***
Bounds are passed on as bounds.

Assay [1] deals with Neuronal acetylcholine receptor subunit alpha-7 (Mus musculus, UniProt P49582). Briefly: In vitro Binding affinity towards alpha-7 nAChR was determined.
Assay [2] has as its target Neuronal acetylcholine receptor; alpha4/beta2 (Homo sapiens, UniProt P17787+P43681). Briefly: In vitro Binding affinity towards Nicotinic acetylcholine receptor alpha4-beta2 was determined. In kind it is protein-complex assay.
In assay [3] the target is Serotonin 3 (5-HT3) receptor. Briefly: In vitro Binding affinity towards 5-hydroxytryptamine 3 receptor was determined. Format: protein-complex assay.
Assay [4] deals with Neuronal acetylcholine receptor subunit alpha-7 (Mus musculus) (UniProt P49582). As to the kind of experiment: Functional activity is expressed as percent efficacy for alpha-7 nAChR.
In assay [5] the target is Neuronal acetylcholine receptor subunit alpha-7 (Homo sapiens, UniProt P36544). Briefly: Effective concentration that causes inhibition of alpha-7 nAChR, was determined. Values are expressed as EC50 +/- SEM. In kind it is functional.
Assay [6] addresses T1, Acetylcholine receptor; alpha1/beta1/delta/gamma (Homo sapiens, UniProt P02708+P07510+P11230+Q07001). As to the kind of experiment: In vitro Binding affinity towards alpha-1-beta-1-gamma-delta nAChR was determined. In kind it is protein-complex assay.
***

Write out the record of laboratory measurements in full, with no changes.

Bounds are passed on as bounds.

Assay [1] deals with Neuronal acetylcholine receptor subunit alpha-7 (Mus musculus, UniProt P49582). Briefly: In vitro Binding affinity towards alpha-7 nAChR was determined.
Assay [2] has as its target Neuronal acetylcholine receptor; alpha4/beta2 (Homo sapiens, UniProt P17787+P43681). Briefly: In vitro Binding affinity towards Nicotinic acetylcholine receptor alpha4-beta2 was determined. In kind it is protein-complex assay.
In assay [3] the target is Serotonin 3 (5-HT3) receptor. Briefly: In vitro Binding affinity towards 5-hydroxytryptamine 3 receptor was determined. Format: protein-complex assay.
Assay [4] deals with Neuronal acetylcholine receptor subunit alpha-7 (Mus musculus) (UniProt P49582). As to the kind of experiment: Functional activity is expressed as percent efficacy for alpha-7 nAChR.
In assay [5] the target is Neuronal acetylcholine receptor subunit alpha-7 (Homo sapiens, UniProt P36544). Briefly: Effective concentration that causes inhibition of alpha-7 nAChR, was determined. Values are expressed as EC50 +/- SEM. In kind it is functional.
Assay [6] addresses T1, Acetylcholine receptor; alpha1/beta1/delta/gamma (Homo sapiens, UniProt P02708+P07510+P11230+Q07001). As to the kind of experiment: In vitro Binding affinity towards alpha-1-beta-1-gamma-delta nAChR was determined. In kind it is protein-complex assay.